Income redistribution is behind new electric rates

If you’d like to get a feeling for the “butterfly effect,” then all you’re going to have to do this month is open your Xcel bill and feel the breeze.

The butterfly effect is sometimes used to describe how an event in a faraway place can influence, sometimes in profound ways, actions undertaken where you live. In Colorado’s case, when the president and Congress twittered their wings on energy, it was not long until like-minded officials in Colorado began to feel the tingling need to respond.

The Xcel bill is an excellent example, since it is this month that the dreaded two-tier billing system for electricity is functional. The system creates a surcharge for having a larger home and air-conditioning or just having a smaller place and liking to stay cool. It does this by doubling the rate per kilowatt hour above 500 kilowatt hours of electricity used during the summer.

Xcel says the typical residential customer uses about 687 kilowatt hours a month. The plan is expected to raise $128 million for Xcel by disproportionately shifting costs toward those in larger homes that require higher amounts of energy to maintain the same comfort level as smaller homes.

Members of the Public Utilities Commission, who are tasked with protecting the consumer but are political appointees of the governor, explain that increasing demand is driven by growth in air-conditioning, big-screen TVs and computers. They say people who use more should pay more. But isn’t that already the case?

PUC Commissioner Ron Binz says, “It is simply a fairness issue.” When bureaucrats say fairness, they often mean redistribution.

That’s what is behind this bizarre attempt at social engineering and backdoor cap-and-trade scheme. That and the demand by the governor and state Legislature that 20 percent to 30 percent of electricity soon be generated from “alternative” energy.

That kind of mandate isn’t free, so money acquisition and demand control have to be imposed — preferably on the evil upper middle class. This thinking disregards the fact that lower-income folks often have high energy demands because of disabilities or illness and many poor live in older, inefficient homes that use the same energy as sprawling green mansions in Boulder.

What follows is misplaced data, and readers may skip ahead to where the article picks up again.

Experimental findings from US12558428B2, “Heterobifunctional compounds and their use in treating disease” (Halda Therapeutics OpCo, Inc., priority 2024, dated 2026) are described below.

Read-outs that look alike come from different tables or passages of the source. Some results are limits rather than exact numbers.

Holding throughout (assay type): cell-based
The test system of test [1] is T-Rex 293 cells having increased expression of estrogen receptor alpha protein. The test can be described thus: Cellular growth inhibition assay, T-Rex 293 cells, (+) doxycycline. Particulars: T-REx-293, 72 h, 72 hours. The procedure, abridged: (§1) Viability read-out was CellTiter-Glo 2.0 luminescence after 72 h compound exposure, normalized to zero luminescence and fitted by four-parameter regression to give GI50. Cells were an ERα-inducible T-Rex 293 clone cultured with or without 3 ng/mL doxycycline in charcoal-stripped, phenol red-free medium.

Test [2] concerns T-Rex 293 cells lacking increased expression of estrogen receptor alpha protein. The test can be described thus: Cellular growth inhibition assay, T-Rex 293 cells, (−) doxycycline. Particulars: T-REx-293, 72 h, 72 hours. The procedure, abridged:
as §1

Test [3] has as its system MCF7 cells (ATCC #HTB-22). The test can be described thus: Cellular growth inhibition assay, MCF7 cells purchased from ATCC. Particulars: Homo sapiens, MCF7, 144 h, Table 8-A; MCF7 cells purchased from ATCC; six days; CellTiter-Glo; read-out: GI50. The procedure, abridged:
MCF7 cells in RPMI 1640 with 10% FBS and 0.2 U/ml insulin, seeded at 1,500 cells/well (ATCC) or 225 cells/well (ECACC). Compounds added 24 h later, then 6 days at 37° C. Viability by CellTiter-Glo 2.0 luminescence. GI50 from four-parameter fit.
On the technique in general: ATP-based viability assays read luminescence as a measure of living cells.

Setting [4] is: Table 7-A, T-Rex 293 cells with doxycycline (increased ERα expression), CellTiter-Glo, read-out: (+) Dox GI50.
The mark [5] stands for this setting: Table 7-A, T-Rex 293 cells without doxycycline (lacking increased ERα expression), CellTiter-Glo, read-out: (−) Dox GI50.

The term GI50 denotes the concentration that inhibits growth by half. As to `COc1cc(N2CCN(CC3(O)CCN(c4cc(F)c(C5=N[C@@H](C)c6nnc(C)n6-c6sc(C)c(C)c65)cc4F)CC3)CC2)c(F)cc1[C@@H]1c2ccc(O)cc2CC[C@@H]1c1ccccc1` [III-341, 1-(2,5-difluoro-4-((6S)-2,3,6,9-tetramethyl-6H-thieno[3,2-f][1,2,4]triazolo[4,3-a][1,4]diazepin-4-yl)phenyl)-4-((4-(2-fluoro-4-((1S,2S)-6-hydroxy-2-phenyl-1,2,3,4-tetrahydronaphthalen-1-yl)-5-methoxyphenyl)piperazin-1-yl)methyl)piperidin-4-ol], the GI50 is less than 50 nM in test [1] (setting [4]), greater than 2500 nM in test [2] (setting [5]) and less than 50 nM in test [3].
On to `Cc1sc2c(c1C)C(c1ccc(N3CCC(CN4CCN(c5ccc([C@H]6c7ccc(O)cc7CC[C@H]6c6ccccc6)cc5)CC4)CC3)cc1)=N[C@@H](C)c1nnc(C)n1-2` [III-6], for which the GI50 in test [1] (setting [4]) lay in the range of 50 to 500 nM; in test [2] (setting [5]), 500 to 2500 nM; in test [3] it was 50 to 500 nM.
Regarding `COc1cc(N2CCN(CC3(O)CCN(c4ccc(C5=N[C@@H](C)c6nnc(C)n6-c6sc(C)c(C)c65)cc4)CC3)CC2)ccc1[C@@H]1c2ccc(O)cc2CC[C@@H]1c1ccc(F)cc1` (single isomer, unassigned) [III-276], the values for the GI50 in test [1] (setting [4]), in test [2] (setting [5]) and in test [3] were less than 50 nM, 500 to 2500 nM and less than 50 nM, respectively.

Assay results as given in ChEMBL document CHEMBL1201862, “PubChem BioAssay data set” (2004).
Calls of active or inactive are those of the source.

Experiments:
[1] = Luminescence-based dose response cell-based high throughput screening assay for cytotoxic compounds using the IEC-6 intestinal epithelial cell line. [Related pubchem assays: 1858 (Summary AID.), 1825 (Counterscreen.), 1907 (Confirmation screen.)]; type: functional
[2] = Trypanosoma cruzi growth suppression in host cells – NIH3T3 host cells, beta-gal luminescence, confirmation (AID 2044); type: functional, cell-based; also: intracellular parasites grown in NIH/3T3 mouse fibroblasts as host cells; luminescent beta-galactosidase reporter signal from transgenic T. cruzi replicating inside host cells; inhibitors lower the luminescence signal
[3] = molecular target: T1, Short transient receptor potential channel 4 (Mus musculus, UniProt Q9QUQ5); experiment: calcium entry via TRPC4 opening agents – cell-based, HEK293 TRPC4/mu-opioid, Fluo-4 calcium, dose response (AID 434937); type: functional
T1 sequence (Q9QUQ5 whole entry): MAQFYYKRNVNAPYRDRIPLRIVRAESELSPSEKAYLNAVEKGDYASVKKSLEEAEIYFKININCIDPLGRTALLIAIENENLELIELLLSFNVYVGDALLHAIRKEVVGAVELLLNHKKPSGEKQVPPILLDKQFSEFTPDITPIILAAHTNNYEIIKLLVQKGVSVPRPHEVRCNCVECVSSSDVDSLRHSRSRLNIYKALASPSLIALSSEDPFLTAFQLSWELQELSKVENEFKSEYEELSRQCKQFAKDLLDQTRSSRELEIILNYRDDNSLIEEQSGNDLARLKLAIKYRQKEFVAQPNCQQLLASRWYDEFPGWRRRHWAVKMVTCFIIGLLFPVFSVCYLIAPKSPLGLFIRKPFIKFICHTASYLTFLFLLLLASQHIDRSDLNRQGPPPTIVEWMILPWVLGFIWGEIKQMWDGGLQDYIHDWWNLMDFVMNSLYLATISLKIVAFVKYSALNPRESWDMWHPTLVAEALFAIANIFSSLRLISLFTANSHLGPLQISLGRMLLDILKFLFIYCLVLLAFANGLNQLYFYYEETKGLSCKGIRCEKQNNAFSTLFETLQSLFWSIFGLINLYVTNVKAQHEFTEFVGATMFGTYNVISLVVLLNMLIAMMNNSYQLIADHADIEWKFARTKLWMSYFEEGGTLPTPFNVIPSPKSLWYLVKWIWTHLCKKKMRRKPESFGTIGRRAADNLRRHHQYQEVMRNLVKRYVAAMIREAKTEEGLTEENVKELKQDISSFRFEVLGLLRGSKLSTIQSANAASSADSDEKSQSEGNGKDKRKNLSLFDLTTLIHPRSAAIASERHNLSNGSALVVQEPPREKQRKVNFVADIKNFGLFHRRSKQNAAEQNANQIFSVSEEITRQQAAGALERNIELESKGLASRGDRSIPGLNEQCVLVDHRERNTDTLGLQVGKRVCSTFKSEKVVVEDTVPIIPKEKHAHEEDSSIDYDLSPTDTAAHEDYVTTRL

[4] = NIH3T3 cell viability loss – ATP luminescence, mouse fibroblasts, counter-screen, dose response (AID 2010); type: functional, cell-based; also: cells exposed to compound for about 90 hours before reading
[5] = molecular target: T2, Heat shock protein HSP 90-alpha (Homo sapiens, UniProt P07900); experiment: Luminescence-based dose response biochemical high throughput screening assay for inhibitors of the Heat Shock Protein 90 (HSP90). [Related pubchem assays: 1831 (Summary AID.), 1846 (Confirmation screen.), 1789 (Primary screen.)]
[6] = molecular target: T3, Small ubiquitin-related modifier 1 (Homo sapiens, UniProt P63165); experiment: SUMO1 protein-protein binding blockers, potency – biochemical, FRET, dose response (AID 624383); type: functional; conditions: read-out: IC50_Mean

What is apparent is the gullibility the engineers of this plan expect from Colorado consumers. They suppose that a complicated two-tier arrangement, which is actually a progressive tax system, will be accepted with the explanation that it’s fair because those who use more, pay more.

However, let’s take it out of multiplying kilowatt hours by pennies into something that consumers understand very well. Suppose you drive less than 500 miles a month and pay $2.50 per gallon of gas, but for every mile over 500 miles you drive you pay $5 per gallon.

How fair is that feeling? Does it feel like someone is trying to control the amount of driving you do or maybe the kind of car you’re using?

And here’s where we find our butterfly. Remember in 2009 when Gov. Bill Ritter was talking about President Barack Obama being “a partner in Washington. D.C.” and the excitement that he and his staff felt about bringing “change to Colorado”? Here’s a quote from candidate Obama in 2008: “Under my plan of a cap-and-trade system, electricity rates would necessarily skyrocket ... Because I’m capping greenhouse gases, coal power plants, you know, natural gas, you name it — whatever the plants were, whatever the industry was, uh, they would have to retrofit their operations. That will cost money. They will pass that money on to consumers.”

Beautiful butterflies flying in the same direction, from faraway places.

Rick Wagner offers more thoughts on politics at his blog, The War on Wrong.


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